Finger-prick Blood-Based Nucleic Acid Testing on A USB Interfaced Device for HIV Self-TestingID# 2021-5350
HIV self-testing is an emerging innovative approach that allows individuals who want to know their HIV status to collect their own specimens, perform a test, and interpret the results privately. In this work, we present a fully integrated nucleic acid testing device for streamlined HIV self-testing using 100 μL finger-prick blood. The test requires the user to drop the finger-prick blood sample into a collection tube with a lysis buffer and load the lysate onto the microfluidic cartridge, and the testing result can be easily read out by a custom-built graphical user interface.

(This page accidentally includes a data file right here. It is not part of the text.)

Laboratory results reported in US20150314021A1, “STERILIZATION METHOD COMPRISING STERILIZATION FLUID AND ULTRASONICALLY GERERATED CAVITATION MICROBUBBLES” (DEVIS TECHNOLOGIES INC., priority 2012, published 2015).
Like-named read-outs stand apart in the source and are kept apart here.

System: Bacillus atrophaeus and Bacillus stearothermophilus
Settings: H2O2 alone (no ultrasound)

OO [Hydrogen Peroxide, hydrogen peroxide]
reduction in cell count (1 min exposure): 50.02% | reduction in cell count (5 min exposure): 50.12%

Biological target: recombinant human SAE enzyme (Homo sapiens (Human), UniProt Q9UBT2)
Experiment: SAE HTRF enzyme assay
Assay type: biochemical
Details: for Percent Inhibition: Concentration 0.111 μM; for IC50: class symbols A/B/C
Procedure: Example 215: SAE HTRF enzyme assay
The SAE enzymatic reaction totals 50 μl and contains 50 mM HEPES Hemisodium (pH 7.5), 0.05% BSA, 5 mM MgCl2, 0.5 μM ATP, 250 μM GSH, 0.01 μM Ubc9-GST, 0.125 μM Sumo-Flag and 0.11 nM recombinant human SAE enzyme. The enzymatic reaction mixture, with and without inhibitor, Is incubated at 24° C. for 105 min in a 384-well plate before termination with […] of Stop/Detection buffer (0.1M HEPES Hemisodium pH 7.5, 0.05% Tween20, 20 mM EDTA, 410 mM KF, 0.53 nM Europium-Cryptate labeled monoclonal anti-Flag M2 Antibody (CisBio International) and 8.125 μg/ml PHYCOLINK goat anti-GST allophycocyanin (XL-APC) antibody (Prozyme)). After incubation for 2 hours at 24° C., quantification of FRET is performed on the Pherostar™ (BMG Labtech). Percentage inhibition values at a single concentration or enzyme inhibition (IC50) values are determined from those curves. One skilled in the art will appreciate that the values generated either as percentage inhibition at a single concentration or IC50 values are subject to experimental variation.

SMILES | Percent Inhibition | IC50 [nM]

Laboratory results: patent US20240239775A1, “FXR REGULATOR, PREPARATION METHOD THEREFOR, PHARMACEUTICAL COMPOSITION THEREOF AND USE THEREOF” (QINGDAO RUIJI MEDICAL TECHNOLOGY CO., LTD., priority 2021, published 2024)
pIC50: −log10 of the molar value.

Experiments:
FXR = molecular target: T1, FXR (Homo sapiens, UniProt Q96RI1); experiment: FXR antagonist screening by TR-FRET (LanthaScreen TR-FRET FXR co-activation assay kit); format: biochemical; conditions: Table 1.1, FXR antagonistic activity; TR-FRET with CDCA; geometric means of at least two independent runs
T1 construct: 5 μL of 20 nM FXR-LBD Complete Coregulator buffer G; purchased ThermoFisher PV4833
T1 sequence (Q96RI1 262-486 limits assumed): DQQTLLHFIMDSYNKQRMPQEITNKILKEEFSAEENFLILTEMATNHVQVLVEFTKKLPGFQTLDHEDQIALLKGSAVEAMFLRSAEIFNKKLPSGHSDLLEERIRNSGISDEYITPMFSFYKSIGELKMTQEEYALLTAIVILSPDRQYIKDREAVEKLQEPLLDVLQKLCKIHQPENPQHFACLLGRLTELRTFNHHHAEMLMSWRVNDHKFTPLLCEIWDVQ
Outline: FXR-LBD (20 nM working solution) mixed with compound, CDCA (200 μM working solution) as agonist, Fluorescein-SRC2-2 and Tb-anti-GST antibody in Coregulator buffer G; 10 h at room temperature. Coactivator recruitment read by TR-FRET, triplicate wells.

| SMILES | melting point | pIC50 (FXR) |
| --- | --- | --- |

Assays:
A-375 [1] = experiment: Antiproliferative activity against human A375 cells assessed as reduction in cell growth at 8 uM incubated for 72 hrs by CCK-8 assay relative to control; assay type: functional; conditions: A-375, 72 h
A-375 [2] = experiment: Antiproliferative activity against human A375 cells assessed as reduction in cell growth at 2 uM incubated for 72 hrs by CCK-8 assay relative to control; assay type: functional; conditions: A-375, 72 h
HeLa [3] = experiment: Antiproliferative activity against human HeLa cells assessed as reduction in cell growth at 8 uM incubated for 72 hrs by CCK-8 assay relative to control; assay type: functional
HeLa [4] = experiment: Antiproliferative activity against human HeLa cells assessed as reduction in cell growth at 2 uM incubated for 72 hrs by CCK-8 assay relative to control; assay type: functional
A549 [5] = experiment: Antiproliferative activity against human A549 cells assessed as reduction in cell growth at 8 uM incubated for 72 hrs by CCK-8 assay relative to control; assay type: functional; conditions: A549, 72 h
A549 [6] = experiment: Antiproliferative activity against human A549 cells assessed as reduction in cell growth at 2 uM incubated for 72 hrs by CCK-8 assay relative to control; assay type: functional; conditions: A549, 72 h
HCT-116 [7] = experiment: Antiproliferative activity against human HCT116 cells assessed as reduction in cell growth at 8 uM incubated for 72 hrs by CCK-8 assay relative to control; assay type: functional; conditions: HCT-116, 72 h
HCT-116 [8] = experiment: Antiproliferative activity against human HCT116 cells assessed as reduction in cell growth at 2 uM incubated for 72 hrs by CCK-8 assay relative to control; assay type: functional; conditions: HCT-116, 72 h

Application & Market Utility
Currently, there are limited available self-testing options for HIV that offers a private testing method. With a turnaround time of ∼60 min, we achieved a limit of detection (LoD) of 214 viral RNA copies/mL of whole blood at a 95% confidence level. Due to its ease of use and high sensitivity, we anticipate the HIV NAT-on-USB device would be particularly useful for high-risk populations seeking private self-testing at the early stages of exposure. As of 2022, the market for HIV testing was estimated to be worth $1.8 billion. It is predicted that as of 2033 the market will rise to $2.4 billion.
Next steps involve seeking licensing to a company specializing in HIV test manufacturing, thereby advancing the development and commercialization of the nucleic acid testing device for streamlined HIV self-testing.